Powell Clears Up Confusion About Indecency

Powell Clears Up Confusion About Indecency
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FCC Chairman Michael Powell says it's a misconception that the FCC has only recently begun to focus on indecency enforcement. Speaking to attendees at NAB2004, he conceded the fines have grown, and the commission has begun fining stations per indecent utterance, rather than per program.
"The increase in enforcement is in response to public complaints," Powell said. The agency received 250,000 indecency complaints in 2003 and so far in 2004, the number is nearly 540,000.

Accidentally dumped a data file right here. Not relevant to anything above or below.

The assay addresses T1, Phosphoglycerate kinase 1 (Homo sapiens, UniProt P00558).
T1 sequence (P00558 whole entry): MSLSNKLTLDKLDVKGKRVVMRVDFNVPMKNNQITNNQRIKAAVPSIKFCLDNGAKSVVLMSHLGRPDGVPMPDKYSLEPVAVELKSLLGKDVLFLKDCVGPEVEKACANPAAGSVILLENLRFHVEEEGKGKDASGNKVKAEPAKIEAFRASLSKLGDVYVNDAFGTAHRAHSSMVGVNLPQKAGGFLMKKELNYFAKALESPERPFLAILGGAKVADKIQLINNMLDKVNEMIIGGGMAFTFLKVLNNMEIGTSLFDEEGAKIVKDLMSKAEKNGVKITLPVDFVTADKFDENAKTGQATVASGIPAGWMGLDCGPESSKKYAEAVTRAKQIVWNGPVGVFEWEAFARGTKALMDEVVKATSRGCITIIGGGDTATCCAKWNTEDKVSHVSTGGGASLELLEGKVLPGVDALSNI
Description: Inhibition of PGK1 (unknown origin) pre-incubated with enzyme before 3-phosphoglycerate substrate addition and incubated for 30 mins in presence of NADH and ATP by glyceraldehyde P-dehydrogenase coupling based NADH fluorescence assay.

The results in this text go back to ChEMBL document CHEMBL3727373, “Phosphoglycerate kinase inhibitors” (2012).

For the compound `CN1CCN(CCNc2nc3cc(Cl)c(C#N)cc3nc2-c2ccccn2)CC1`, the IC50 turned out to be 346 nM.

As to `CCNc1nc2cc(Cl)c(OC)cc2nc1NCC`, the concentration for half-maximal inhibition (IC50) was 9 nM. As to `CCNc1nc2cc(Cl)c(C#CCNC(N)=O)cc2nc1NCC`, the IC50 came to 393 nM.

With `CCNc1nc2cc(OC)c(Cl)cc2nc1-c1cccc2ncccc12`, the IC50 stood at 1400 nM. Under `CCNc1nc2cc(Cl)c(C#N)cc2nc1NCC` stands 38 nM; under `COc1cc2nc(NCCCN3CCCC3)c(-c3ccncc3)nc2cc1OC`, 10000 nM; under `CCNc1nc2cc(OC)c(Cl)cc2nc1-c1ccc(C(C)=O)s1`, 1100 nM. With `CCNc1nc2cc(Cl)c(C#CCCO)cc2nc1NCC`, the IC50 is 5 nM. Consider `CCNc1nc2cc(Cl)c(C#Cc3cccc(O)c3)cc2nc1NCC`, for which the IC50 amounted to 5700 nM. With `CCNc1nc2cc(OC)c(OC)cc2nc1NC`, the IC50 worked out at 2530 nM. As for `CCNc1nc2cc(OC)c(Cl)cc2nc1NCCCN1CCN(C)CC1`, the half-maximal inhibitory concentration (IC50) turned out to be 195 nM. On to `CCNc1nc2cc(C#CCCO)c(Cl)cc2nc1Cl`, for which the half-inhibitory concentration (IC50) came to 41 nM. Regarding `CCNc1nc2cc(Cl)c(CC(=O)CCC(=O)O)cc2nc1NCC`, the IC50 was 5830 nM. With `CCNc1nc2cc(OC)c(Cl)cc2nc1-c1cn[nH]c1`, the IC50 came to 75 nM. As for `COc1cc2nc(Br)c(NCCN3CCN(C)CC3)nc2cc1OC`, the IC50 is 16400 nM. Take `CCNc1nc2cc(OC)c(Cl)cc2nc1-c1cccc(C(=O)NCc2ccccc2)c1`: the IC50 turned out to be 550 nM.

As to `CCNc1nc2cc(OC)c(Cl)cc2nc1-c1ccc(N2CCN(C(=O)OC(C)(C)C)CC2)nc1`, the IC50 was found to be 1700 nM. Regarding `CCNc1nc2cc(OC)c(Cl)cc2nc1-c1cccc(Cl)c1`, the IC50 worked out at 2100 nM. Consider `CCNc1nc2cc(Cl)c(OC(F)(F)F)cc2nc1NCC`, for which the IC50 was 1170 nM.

The agency is trying to be faster in resolving such cases, Powell said. But as he did after the NAB's Responsible Programming Summit, Powell re-iterated it's better for broadcasters to control what's on their airwaves then to have government step in with a mandate.
"You do not want the government to write a 'Red Book' of what you can say and not say," stressed the chairman.
Broadcasters want indecency statues to apply to cable and satellite as well. When asked his views on the issue, Powell said, "I think the government should be conservative about regulating content for anybody." He stressed that Congress needs to get involved in the issue, rather an unelected set of commissioners deciding it.

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